The concluding part of the analysis on civil-military relations argues that India’s national security concerns demand that all interests and all institutions of national power are brought to work most closely together to further the country’s interest and build a militarily and economically strong nation that enjoys the world’s trust and respect
IAF helicopters bearing the National and the service ensigns fly past over Rajpath on Republic Day. Individual services need to close ranks and get collectively concerned about the major threats and formidable challenges that the country faces
Over the years, continuing efforts have been made by the Ministry of Defence (MoD) to promote jointness through integration of the planning, training and other systems so that, progressively, a tri-service approach could get fully established. However, certain issues continue to affect the efficient functioning of the defence apparatus:
There must be no further delay in finalising the National Security Doctrine, on the basis of which integrated threat assessments can be made.
While some improvements have been achieved in the past years, the MoD must enforce strict measures to ensure that the DRDO, ordnance factories, defence public sector undertakings and other concerned agencies function efficiently to deliver supplies and services as per the envisaged time and cost schedules. Prolonged delays cause serious difficulties for the armed forces and large economic losses as the lack of certainty about supplies from indigenous sources compels expensive imports.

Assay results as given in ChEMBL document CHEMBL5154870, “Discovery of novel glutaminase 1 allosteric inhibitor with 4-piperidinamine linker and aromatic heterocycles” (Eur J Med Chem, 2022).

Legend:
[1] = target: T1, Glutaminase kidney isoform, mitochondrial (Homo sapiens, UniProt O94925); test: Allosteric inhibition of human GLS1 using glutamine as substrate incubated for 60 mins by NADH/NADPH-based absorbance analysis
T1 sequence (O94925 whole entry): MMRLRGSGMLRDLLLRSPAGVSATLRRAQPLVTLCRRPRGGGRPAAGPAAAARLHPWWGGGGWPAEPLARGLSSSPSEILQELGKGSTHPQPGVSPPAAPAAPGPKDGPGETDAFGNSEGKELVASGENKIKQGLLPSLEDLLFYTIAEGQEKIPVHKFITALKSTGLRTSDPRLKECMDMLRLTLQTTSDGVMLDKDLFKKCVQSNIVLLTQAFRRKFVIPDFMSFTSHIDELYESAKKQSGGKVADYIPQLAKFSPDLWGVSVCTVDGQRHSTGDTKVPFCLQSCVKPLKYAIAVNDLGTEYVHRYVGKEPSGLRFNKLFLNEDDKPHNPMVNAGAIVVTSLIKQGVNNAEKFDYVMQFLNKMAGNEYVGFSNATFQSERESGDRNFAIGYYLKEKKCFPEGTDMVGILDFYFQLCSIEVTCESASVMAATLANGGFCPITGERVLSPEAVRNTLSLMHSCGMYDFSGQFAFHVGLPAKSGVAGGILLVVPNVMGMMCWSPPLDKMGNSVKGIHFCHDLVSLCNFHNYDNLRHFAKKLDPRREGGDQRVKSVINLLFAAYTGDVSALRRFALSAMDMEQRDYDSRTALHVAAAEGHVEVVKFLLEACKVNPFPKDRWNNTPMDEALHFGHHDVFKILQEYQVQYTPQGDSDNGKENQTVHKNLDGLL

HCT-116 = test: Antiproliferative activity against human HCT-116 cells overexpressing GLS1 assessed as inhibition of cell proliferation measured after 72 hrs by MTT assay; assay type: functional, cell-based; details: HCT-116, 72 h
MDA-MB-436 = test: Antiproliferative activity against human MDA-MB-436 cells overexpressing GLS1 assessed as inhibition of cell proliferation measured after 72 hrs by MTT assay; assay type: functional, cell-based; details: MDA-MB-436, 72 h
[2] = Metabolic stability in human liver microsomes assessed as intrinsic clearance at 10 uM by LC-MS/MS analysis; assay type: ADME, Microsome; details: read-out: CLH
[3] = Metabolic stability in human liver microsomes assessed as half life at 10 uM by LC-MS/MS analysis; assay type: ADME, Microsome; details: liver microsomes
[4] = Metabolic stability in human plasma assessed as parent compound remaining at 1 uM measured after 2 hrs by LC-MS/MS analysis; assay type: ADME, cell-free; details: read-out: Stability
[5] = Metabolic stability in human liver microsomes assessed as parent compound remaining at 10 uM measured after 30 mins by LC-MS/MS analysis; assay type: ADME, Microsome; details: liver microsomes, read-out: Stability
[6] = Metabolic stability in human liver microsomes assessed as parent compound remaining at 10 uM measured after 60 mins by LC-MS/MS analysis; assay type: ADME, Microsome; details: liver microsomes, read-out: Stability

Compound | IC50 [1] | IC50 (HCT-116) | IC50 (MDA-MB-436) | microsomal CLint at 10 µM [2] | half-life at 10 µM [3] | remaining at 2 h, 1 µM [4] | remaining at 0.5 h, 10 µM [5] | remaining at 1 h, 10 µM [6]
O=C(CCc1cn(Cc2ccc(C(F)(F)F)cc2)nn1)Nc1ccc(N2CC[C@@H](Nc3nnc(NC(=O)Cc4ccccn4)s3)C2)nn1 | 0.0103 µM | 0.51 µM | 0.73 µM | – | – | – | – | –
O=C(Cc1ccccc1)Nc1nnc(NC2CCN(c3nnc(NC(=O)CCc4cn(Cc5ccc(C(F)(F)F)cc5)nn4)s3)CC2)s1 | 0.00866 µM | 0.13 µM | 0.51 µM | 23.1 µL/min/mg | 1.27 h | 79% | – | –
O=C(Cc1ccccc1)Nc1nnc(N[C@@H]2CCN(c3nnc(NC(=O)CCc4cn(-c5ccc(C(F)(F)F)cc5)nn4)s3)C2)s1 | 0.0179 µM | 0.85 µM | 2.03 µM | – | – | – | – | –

While there have been notable advances in the rationalisation of the procurement policies and procedures, there is still need to ensure against prolonged acquisition proceedings as such delays altogether nullify the “make or buy” approaches.
The individual services enjoy the autonomy of taking decisions to make their own selections of weapons, equipment and systems. The Integrated Service Headquarters must take effective steps to establish a tri-service approach in regard to such decisions as doing so will engender very significant financial savings.
Defence planning process has still to get established. The X and XI Plans were implemented without receiving formal approvals. While the Long Term Integrated Perspective Plan has since been finalised, it is still viewed as a totalling up of the wish lists of the individual services. The Integrated Defence Staff (IDS) must devote urgent attention towards finalising a fully integrated defence plan with at least a 10-15 year perspective.
The services enjoy the authority of virtually settling their own manpower policies. The pro-rata percentage representation of arms and services in the Army needs to be modified as it is virtually a “quota system” which breeds group loyalties and cuts at the very roots of jointness within the service.